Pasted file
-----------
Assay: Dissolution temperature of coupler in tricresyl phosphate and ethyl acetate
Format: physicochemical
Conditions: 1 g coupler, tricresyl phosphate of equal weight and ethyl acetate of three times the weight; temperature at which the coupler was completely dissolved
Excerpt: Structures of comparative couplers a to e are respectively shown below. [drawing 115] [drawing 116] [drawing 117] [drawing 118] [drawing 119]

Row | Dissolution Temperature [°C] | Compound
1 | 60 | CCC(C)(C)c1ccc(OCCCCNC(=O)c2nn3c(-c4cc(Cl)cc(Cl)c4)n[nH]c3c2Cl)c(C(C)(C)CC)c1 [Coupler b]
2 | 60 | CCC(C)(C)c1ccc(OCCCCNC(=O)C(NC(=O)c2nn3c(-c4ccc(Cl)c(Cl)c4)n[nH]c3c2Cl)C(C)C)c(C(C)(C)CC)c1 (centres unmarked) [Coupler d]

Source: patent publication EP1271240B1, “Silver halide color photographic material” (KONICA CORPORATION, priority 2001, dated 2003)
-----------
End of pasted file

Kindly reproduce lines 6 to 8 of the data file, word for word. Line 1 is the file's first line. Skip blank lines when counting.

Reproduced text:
1 | 60 | CCC(C)(C)c1ccc(OCCCCNC(=O)c2nn3c(-c4cc(Cl)cc(Cl)c4)n[nH]c3c2Cl)c(C(C)(C)CC)c1 [Coupler b]
2 | 60 | CCC(C)(C)c1ccc(OCCCCNC(=O)C(NC(=O)c2nn3c(-c4ccc(Cl)c(Cl)c4)n[nH]c3c2Cl)C(C)C)c(C(C)(C)CC)c1 (centres unmarked) [Coupler d]

Source: patent publication EP1271240B1, “Silver halide color photographic material” (KONICA CORPORATION, priority 2001, dated 2003)